If you've been around honey bee hives much, you know what a smoker is.
It's a tool that beekeepers use to inspect, manipulate or handle a hive. They smoke a hive to check the health of the...
BLOWIN' SMOKE--Smoke shoots from a bee smoker at the Harry H. Laidlaw Jr. Honey Bee Research Facility at UC Davis. Bee hives are in the background.(Photo by Kathy Keatley Garvey)
JUST SMOKIN'--Smoke curls into intricate patterns in this shot of a bee smoker at the Harry H. Laidlaw Jr. Honey Bee Research Facility at UC Davis. (Photo by Kathy Keatley Garvey)
Know your ants.
If you want to identify red imported fire ants and other invasive ants found in the Pacific Island region, a newly launched Web site by an entomology graduate student at the University of...
HEAD OF ARGENTINE ANT--This automontage of an Argentine ant is the work of Eli Sarnat at the University of California, Davis. Sarnat has just launched an interactive ant key to help professionals and non-professionals identify ants. See Web site at http://www.lucidcentral.org/keys/v3/PIAkey/index.html.
ANT SPECIALIST--Eli Sarnat, a graduate student in the Phil Ward lab at the University of California, Davis, has just launched an interactive Web site on invasive ants of the Pacific region. The key includes 15 species recorded in California. See Web site at http://www.lucidcentral.org/keys/v3/PIAkey/index.html.(Photo by Kathy Keatley Garvey)
Here’s another good reason to be kind to ladybugs.
But we are, aren’t we?
EurekAlert! alerted us Jan. 6 to a study relating that an abundance of ladybugs in olive orchards is an...
THE LADYBUG--The ladybug is an indicator of health and sustainability in olive orchards, scientists in Spain have found. (Photo by Kathy Keatley Garvey)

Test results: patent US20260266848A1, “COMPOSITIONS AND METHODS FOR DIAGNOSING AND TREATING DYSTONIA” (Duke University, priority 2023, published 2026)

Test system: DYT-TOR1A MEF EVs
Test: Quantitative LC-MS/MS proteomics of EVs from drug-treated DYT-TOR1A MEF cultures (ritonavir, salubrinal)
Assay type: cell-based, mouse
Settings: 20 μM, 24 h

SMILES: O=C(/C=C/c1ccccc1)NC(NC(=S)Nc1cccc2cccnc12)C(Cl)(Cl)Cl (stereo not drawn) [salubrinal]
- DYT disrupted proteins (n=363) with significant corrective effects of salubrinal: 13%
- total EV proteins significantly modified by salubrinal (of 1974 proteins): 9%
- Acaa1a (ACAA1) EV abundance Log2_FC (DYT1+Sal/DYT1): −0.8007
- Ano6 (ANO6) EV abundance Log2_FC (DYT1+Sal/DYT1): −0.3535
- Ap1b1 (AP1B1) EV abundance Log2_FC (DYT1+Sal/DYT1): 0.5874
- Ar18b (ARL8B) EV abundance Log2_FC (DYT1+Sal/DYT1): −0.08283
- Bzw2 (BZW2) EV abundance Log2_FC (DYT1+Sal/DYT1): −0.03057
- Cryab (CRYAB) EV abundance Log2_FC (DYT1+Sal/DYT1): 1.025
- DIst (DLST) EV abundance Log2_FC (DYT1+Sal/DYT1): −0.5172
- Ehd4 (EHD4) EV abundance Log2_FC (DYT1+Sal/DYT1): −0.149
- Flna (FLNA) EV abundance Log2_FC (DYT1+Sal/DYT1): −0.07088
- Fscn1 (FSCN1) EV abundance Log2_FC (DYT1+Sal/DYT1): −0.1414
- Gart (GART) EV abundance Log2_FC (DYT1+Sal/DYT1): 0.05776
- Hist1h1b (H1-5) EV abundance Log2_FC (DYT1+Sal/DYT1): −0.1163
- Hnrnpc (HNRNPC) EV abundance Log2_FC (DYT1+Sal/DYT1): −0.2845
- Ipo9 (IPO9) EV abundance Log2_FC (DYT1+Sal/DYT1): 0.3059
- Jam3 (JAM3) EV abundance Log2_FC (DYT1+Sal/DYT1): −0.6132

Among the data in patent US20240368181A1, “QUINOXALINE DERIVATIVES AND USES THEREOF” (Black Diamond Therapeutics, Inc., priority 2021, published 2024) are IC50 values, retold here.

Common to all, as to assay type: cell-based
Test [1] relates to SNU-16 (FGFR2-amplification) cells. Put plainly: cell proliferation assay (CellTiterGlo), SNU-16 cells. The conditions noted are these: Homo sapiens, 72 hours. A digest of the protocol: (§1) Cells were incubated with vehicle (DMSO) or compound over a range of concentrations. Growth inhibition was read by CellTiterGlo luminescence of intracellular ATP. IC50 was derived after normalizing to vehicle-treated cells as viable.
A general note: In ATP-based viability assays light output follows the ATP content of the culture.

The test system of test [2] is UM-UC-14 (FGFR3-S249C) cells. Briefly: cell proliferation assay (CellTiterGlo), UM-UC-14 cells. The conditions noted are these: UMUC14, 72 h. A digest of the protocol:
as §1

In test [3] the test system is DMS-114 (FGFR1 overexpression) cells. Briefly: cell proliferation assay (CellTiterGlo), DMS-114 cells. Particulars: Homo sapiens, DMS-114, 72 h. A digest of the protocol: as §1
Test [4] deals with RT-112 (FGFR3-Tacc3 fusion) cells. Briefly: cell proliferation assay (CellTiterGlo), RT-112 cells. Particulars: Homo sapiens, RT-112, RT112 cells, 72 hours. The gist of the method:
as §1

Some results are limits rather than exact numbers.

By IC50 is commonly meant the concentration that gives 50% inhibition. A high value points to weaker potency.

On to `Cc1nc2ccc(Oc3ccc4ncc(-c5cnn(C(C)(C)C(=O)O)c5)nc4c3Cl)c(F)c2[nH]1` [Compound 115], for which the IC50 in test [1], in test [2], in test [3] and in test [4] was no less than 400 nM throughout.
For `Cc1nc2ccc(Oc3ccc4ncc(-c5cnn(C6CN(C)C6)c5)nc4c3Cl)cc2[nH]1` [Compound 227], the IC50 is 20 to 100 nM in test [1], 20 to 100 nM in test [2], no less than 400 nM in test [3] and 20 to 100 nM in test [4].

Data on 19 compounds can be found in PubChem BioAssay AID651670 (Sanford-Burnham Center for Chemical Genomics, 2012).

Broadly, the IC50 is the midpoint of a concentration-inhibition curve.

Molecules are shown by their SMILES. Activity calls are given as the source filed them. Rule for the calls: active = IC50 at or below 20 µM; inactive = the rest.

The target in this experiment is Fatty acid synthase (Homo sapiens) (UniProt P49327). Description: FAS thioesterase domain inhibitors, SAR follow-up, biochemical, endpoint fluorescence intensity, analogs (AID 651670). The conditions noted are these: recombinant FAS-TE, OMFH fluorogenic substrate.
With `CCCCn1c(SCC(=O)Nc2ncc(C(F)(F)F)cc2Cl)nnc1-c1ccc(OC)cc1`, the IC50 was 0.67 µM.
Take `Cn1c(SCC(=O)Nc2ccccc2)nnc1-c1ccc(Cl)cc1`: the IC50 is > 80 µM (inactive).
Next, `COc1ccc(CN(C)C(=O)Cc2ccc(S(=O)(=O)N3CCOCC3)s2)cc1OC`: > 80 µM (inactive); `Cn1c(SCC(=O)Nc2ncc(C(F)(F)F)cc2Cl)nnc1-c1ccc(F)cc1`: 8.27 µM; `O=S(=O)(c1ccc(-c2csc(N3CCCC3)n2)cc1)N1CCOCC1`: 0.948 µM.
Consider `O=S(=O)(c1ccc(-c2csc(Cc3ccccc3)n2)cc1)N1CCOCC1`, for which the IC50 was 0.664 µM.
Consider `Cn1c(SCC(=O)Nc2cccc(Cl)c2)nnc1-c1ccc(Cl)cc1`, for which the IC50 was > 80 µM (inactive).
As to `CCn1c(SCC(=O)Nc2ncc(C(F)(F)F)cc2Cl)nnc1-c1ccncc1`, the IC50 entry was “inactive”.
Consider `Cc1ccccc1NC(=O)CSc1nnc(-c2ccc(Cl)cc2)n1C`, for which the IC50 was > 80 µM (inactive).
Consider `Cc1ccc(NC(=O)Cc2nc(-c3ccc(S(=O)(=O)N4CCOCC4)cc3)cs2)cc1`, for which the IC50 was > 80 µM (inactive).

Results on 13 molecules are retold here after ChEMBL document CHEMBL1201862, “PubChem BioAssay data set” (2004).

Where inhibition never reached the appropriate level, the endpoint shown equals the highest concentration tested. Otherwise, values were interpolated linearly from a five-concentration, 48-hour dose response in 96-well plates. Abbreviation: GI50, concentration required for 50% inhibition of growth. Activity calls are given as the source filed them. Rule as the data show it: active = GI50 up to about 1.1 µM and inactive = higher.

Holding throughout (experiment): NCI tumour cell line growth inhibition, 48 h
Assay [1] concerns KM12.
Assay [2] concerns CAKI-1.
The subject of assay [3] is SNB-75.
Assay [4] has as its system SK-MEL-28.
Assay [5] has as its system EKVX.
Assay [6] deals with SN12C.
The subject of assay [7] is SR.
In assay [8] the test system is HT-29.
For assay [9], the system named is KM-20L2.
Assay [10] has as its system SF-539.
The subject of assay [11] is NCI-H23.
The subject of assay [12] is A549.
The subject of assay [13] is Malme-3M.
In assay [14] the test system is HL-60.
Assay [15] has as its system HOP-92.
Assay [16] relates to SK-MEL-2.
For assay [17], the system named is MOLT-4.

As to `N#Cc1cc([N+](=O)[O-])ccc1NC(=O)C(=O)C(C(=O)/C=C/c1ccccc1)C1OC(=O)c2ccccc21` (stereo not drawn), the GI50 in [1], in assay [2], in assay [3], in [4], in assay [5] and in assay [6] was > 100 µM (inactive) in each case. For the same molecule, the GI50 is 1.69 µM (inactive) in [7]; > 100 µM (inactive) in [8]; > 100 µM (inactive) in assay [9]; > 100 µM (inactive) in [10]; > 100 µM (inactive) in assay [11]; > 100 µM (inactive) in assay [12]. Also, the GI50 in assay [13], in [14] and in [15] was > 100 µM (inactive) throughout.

Catherine Chalmers hates cockroaches.
She said so at her presentation Wednesday night, Jan. 7, at UC Davis. The occasion: “The Consilience of Art and Science centennial colloquium,...
At the Reception
AT THE RECEPTION--From left are entomologist Diane Ullman, associate dean of Undergraduate Academic Programs, College of Agricultural and Environmental Sciences, and co-director of the UC Davis Art/Science Fusion experimental learning program; artist Catherine Chalmers; and UC Davis Department of Art faculty members Matthias Geiger and Darrin Martin. (Photo by Kathy Keatley Garvey)
Walnuts are packed with vitamins, minerals and antioxidants, right?
And sometimes a little protein.
Protein, as in larvae. That's not a welcome sight.
Sometimes you'll find two or three navel orangeworm (NOW) larvae inside a single walnut,...
Larvae Inside Walnut
LARVAE INSIDE WALNUT--This fallen walnut contained three larvae. (Photo by Kathy Keatley Garvey)
In a Nutshell
IN A NUTSHELL!--Close-up of larva inside a walnut. You can tell if it's a navel orangeworm (NOW) if it has a crescent-shaped marking on the sides of the second segment behind the head, says UC Davis entomologist Frank Zalom. Often, with NOW, there are two or more larvae inside a single nut. (Photo by Kathy Keatley Garvey)